Kodagu First a Celebration. Positive News, Facts & Achievements about Kodagu, Coorgs and the People of Kodagu – here at Home and Overseas
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    The two-day operation to drive wild elephants back into forests by the forest department in South Kodagu in progress | Express photos

    The two-day operation to drive wild elephants back into forests by the forest department in South Kodagu in progress | Express photos


    The two-day initiative of the Forest Department to drive wild elephants back into the forests came to an end on Saturday.

    On Friday, the operation commenced in the presence of chief conservator of forests, Kodagu circle, Brijesh Kumar Dixith, Deputy Conservator of Forests (DCF), Virajpet division, Malathi Priya, Deputy Conservator of Forests, Nagarahole wildlife division, Gokul, assistant conservator of forests and range forest officials and staff from all the forest department divisions of Kodagu district.

    14 Jumbos Driven Back to Forests

    The teams were able to chase away 14 elephants from Devarapura and Nokya Gram Panchayat limits, ACF Belliappa told Express.

    On Saturday, the teams were unable to spot even one elephant.

    He said the teams will continue to ensure the elephants do not return.

    “The operation will be continued next week in Pollibetta areas. Movement of vehicles and people will be restricted through publicity arrangements,” he said.

    Belliappa added that most elephants entered South Kodagu either from Mauvkal or Nagarahole forests.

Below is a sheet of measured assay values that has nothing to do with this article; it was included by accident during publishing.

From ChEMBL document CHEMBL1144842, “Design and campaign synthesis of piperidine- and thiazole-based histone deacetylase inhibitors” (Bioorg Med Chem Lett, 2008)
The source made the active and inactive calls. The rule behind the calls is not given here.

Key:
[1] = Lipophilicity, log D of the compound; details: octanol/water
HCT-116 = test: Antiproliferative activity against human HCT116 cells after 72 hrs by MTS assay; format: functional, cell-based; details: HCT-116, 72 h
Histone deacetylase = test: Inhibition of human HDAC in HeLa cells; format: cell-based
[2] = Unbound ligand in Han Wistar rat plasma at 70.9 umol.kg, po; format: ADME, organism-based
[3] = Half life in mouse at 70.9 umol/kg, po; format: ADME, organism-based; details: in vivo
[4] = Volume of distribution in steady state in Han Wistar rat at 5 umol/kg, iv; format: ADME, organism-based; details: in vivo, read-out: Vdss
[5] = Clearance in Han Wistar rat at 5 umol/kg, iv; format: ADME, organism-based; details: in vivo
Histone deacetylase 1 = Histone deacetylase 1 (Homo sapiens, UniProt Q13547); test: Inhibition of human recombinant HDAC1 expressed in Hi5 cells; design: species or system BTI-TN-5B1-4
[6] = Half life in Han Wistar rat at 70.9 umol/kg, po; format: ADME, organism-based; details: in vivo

Need for Public Help

    The operation involved tamed elephants, special task force staff, wildlife staff from Nagarahole, Virajpet division forest officers and staff along with watchers. General public and police also extended required assistance to the department.

    Chief conservator of forests, Kodagu circle, Dixith told reporters here on Saturday that as per the elephant census taken last year, as many as 6,000 elephants were located in the state. In Kodagu region, covering Gonikoppa, Thithimathi and Maldaare areas, as many as 100 wild elephants are troubling people, he said.

    “Another 32 elephants are permanent residents of BBTC coffee estates in Siddapura. These should be captured and shifted,” he said. However, before their capture, a few technical and legal aspects need to be addressed, he said.

    In Bramhagiri wildlife sanctuary, 30 elephants on the Kodagu-Kerala border have been identified that need to be captured and sent back into forest cover, he said. All these issues have been brought to the notice of Forest Minister Ramanath Rai, Dixith added.

    source: http://www.newindianexpress.com / The New Indian Express / Home> States> Karnataka / by Express News Service – Madikeri / July 29th, 2013

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    (What irks Ashwini is that…)

    (What irks Ashwini is that…)


    Badminton player Ashwini Ponnappa was aghast when she was sold at much lesser than her base price at the auction for the upcoming Indian Badminton League (IBL).

    Pegged at a base price of $50,000, Ashwini fetched just half of that when she was sold to the Pune Pistons, despite being among the icon players of the tournament.

    While the IBL will pay her the differential, what irks Ashwini is that there was no communication about lowering the price. “I wasn’t informed about it. Even if there is no women’s doubles event, it doesn’t explain their actions because Jwala (Gutta) and I’ve been performing very well. In the mixed doubles arena, my partner Tarun Kona and I have the highest international ranking.”

    Does that mean that she won’t be a part of the tournament? “I will keep my commitment to play the league, irrespective of whether they keep up their end of the bargain or not,” she says.

    Saina Nehwal and PV Sindhu, meanwhile, got their base price. “All icon players need to be treated the same. If you are calling a player an icon, it must have been based on performance, and Jwala and I have been performing consistently. There is no need to discriminate between players based on price,” she says.